Consciousness also takes a hand in choosing our sense experiences. This is easy to see when you take a look at moods. Moods are persistent states of emotion in which we can be stuck for hours or days. When we are in a mood, the mind chooses memories, stories, and appropriate sense experiences to prolong the mood. For example, if you are in a depressed mood, your mind will select sad memories and your senses are most likely to cling to sense experiences that support the mood. For example, a person in an elated mood may rejoice at the sight of rhododendron blossoms, whereas a sad person may catch sight of the one blossom on the bush where the bloom has faded and the petals are falling.
The mind creates a perspective on each experience and reinforces our grand stories of 'self'. Sadly, we cling to even the painful stories about our 'self'; the fact that they are familiar and that our experiences seem to confirm them gives us a strange sense of comfort.
All five Skandhas work in conjunction with each other. Form, the physical body, is animated by consciousness and the other three skandhas describe the interactions between mind and body. Sensation, perception and formulation are the ways that the information that comes through the six senses of the body is processed and solidified into concepts and stories by consciousness. When we study the 'self', that is, the person we think we are, we notice that we are a bundle of affinities that change from moment to moment. We find that we are a process, not a 'thing' and that there is no 'self' to be found who could be called the owner of this process!
As human beings, we experience a pervasive and haunting sense of loneliness, even when we are close to others. This is because the 'self' that centres around 'I', 'me', 'myself', is cut off and separated from all other beings. Separation is built into the 'self' as we experience it. The stories we weave accentuate and confirm the separation. In his teaching of the First Noble Truth, the Buddha teaches that the five skandhas are the source of Dukkha if we cling to them as a 'self'. This means that the very things we identify with are the basis for our suffering. Everything is impermanent and is unable to offer us complete and lasting satisfaction. When we experience the 'self' as a fixed entity, we are continually on a collision course with reality, because, as the teaching of the self as skandhas shows, the self is a process that comes together anew in each moment. When we cling to the skandhas and use them to reinforce our idea of a separate self, we suffer because the 'self' is empty - there is nothing that can be clung to.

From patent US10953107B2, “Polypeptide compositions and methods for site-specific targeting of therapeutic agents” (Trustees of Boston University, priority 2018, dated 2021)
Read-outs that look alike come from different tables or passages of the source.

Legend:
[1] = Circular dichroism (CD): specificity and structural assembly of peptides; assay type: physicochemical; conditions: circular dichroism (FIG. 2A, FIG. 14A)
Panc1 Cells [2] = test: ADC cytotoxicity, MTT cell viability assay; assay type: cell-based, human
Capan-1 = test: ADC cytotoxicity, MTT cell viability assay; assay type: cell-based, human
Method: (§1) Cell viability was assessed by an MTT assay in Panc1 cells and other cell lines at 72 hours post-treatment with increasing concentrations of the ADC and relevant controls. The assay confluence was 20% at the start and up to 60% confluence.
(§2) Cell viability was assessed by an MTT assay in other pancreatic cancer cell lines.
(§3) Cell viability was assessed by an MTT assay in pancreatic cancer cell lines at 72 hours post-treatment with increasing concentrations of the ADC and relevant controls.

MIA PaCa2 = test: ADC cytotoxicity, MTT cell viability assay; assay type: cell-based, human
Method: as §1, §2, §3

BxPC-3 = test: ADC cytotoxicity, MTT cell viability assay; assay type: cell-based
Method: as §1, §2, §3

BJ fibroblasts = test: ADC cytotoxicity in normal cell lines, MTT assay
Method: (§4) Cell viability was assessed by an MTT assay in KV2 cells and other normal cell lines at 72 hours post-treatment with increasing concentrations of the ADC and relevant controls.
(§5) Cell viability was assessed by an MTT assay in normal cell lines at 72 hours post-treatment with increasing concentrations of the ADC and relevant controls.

When we let go of our narrow sense of 'self', we awaken to who we truly are. With the process of awakening, body and mind drop away. At that moment there is nothing at all to refer to. When Asan, a student of Hakuin heard the morning rooster, her mind suddenly opened. She wrote this verse:
|© Mary Jaksch 2004
No reproduction without the authors permission please.